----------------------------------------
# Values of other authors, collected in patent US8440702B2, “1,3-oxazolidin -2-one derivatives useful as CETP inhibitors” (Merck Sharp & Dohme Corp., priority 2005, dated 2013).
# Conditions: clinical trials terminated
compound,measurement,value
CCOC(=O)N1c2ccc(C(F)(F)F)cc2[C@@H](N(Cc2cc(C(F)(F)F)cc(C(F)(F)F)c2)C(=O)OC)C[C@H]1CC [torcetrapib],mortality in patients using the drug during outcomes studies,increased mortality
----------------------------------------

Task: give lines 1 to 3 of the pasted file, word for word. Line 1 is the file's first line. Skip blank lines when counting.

# Values of other authors, collected in patent US8440702B2, “1,3-oxazolidin -2-one derivatives useful as CETP inhibitors” (Merck Sharp & Dohme Corp., priority 2005, dated 2013).
# Conditions: clinical trials terminated
compound,measurement,value